Trussing a chicken is an easy thing to do and it vastly improves the texture of your roast. Why? Because the more you can draw any large piece of meat — not just a chicken — into a compact, ball-like shape, the more evenly it will cook. Extremities like legs drastically overcook when they simply stick out there in the oven’s heat. A little twine around the meat prevents all this.
Even just twenty years ago trussing meant more fuss. Cooks used needles to almost surgically draw the cavity shut, so as to enclose the stuffing and prevent basting juices from making it soggy. Now that basting has been largely discredited as a way to achieve a juicy roast, there’s no need to be so fussy. Stuffings themselves have gone largely out of style due to food safety concerns.
But regardless of how you feel about stuffings, it’s never a good idea to let a chicken cavity go to waste. You can at the very least fill it full of items that will enhance the chicken’s flavor. But I’m getting ahead of myself. Begin by rinsing your chicken inside and out, then pat it dry, inside and out. Why take so much time with the drying? Because a wet bird won’t brown as well. Evaporation cools, remember. A coating of oil or butter, on the other hand, will help heat penetrate your bird faster.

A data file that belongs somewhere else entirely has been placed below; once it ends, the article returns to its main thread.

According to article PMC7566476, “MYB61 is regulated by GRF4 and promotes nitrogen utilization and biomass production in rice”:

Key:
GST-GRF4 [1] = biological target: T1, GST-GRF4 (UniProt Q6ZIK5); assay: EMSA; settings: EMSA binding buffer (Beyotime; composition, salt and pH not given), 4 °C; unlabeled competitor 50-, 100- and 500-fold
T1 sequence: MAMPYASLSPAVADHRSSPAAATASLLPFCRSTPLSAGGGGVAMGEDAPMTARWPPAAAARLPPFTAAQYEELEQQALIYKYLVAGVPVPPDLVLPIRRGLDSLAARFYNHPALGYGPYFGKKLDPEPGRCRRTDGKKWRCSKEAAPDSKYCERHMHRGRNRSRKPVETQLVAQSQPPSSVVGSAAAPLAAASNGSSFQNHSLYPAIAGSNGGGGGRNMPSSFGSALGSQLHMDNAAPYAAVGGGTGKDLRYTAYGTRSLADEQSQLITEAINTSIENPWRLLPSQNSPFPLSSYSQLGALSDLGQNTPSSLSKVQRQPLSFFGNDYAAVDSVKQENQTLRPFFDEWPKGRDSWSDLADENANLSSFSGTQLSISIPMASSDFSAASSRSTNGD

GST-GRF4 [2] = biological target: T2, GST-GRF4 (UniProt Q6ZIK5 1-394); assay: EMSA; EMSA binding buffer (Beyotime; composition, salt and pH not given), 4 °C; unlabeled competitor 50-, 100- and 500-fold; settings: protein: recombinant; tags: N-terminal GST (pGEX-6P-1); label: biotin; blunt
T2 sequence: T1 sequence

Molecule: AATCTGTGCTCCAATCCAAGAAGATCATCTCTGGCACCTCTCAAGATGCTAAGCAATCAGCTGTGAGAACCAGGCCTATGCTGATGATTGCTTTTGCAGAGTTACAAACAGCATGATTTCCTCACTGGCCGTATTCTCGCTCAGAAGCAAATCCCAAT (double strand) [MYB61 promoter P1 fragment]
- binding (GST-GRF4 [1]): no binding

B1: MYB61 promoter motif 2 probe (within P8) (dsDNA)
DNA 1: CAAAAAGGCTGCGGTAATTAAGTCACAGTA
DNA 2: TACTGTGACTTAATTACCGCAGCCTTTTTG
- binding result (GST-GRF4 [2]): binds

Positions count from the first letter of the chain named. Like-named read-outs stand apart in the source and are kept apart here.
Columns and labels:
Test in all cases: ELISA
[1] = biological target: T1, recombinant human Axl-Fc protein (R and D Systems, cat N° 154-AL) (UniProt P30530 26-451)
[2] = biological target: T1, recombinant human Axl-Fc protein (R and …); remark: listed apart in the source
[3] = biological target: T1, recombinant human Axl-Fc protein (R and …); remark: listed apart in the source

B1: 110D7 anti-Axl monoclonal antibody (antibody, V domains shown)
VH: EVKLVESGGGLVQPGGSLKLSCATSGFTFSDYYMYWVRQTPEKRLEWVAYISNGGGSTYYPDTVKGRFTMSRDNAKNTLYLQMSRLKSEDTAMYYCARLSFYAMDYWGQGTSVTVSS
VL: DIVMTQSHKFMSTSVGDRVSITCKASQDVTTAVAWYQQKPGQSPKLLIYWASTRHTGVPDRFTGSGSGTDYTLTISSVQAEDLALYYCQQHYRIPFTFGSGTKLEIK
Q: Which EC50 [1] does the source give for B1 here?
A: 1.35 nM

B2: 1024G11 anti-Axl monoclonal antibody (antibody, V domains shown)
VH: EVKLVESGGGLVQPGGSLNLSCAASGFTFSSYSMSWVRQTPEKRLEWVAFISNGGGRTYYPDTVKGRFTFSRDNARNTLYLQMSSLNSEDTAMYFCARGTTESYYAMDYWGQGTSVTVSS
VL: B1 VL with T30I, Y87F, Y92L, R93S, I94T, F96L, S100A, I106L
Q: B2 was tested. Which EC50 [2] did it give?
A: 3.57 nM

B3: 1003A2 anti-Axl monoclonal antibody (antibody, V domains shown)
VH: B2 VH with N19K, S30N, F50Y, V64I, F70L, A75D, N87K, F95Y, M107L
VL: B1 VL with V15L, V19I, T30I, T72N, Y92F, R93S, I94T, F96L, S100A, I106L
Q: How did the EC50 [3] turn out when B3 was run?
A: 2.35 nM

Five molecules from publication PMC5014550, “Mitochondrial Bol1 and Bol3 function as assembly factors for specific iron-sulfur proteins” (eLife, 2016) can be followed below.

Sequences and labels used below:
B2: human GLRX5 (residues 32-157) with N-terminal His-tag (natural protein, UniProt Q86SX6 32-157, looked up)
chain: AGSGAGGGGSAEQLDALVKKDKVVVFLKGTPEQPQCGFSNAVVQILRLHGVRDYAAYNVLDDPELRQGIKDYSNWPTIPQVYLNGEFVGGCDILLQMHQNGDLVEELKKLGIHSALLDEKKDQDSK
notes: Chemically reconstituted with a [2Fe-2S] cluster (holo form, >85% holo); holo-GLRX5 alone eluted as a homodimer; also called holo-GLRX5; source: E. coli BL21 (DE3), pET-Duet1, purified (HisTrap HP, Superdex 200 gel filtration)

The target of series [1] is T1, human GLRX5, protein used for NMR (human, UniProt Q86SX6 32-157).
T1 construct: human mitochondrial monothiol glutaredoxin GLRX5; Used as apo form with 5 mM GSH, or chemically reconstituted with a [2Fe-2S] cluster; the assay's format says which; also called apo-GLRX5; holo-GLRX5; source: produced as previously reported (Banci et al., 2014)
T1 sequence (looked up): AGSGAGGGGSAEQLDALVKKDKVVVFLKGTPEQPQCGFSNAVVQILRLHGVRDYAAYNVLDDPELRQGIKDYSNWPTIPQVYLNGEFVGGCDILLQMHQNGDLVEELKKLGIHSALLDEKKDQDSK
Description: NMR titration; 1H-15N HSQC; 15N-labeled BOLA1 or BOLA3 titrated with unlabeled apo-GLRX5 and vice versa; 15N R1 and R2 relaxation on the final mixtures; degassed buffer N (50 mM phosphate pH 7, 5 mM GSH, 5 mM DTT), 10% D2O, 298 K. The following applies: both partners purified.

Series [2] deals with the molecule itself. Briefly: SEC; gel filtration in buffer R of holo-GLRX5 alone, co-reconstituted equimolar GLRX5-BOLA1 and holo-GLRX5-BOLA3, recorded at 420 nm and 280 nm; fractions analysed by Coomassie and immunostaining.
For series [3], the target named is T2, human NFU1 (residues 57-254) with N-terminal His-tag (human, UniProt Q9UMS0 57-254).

Now then, cut a piece of butcher’s twine, about four feet long. Lay the chicken on top of it. You want the twine to run about even with the chicken’s wings.
Now stuff the cavity. I use half an onion, half a lemon, a few cloves of garlic and some herbs. Whatever fits.
To truss, tuck the wings back under the chicken.
Bring the string around under the breast and make half of a square knot.
Pull it tight under the breast bone. Notice how the breast plumps up.
Complete the knot.
Now loop the string around one of the legs and draw it up.
Do the same with the other leg…
…and tie a tight knot. Done! Normally this is the point where you rub on some salt and oil (or just oil if you’ve brined your bird). However for chicken in a salt crust you don’t want to do either. More on that a bit later.